RAJESH KUMAR - Cricket Statisticians
GRIZZLY - My Life and Times in Cricket
Chris Adams

Publisher: Pitch Publishing Ltd.
A2, Yeoman Gate, Yeoman Way, Durrington,
BN13 3QZ, England

Web: www.pitchpublishing.co.uk

ISBN 978 178531-060-7

Pages 288

Price Sterling Pounds 18 and Pence 99

Written in collaboration with Bruce Talbot, author of four previous books and Sussex cricket journalist for more than 30 years, Grizzly - My Life and Times in Cricket - is an excellent book - a celebration of life well lived and is a story that is remarkably well written

Chris Adams is thankful to Bruce Talbot, "who not only had to sit and watch me play for eleven years at Sussex through all the agony and ecstasy, but has had to endure hours and hours of me talking and reminiscing for my book. There was only ever one person who could have and who I would have wanted to write it. You are a champion, mate."

Having played in just five Tests, Chris Adams' International career is not the most substantial part of the book, which is in stark contrast with his county career.

In a cricket career spanning nearly 30 years, Chris Adams has enjoyed some unforgettable moments. He played for England - enduring a brutal Test debut against a rampant South African attack in 1999 - and was the greatest captain in the history of Sussex, turning them from perennial underachievers into the most successful county of the 2000s. Within two years of becoming a coach, he had made Surrey trophy winners again.

Peter Moores, in his foreword says, "We had some great times together at Sussex, most memorably of course the County Championship win in 2003. Chris finished on eleven seasons as Captain which will be a tough record to match for anyone in the future. To lead for that length of time requires a strength of character and a resilience that is rare, along with a desire to build a legacy of sustainable success. Chris had these qualities and an ability to let the non-important stuff go and focus on the things that really mattered."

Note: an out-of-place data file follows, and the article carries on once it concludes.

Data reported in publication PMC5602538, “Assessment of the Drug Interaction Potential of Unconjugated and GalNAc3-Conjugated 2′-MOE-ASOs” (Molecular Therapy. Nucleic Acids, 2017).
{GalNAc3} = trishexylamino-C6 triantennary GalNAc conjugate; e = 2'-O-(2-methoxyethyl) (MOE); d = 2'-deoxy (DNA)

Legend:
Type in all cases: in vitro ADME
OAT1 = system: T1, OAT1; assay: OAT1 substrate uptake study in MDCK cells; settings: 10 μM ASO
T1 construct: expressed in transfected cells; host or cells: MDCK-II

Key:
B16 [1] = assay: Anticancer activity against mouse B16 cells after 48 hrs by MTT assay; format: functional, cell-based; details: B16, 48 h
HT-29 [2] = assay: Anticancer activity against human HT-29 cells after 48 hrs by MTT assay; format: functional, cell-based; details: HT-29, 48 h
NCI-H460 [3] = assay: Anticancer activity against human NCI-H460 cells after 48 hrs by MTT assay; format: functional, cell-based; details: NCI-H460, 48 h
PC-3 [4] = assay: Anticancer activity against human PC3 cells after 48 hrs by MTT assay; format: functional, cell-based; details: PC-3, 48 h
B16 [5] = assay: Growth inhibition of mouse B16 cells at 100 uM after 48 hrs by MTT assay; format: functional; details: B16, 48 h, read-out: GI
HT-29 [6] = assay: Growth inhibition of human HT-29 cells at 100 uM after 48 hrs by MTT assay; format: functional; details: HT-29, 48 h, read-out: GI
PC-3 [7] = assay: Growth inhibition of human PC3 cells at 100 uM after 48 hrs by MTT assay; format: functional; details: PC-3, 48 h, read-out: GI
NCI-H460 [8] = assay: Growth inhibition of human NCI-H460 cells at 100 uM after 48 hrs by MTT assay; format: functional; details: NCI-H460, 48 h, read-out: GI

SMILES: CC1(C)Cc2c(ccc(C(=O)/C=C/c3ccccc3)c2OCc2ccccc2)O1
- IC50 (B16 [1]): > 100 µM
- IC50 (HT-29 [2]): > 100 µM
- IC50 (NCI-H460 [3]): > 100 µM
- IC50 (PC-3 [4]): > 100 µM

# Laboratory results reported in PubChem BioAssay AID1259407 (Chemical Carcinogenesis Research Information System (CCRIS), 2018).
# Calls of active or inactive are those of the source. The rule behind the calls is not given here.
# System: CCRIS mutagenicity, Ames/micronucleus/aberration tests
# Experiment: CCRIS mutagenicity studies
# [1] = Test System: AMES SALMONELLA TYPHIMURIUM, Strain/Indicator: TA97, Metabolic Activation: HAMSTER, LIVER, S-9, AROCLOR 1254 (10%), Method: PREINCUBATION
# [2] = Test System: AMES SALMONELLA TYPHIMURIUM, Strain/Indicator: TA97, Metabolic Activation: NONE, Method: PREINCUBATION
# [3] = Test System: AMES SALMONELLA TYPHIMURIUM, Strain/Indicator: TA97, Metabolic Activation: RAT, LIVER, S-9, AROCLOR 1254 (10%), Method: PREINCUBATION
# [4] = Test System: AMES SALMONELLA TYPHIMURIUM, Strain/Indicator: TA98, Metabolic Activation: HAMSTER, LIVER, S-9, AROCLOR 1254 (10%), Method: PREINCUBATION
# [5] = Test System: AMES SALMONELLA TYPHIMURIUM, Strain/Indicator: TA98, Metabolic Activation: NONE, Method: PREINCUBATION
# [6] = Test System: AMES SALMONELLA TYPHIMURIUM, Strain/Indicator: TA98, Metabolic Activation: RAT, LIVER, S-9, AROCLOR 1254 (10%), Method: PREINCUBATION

The highs and lows of his career as a player and coach are covered in the book. His memories and inside stories; his inspirations and ideas about the game, including walking out at the Wanderers to make his Test debut against a rampant Allan Donald and Shaun Pollock with the score 2 for four - England's worst ever start to a match. His great debt of gratitude to the county where it all started - Derbyshire - and how the county missed the opportunity to create a successful dynasty of their own.

What we missed in the book is his first-class career record season by season apart from the index of players, appearing in the book.

The photographs in the delightfully produced book are simply superb while layout and typeface is brilliant. The overall production is outstanding and the book is a recommended reading.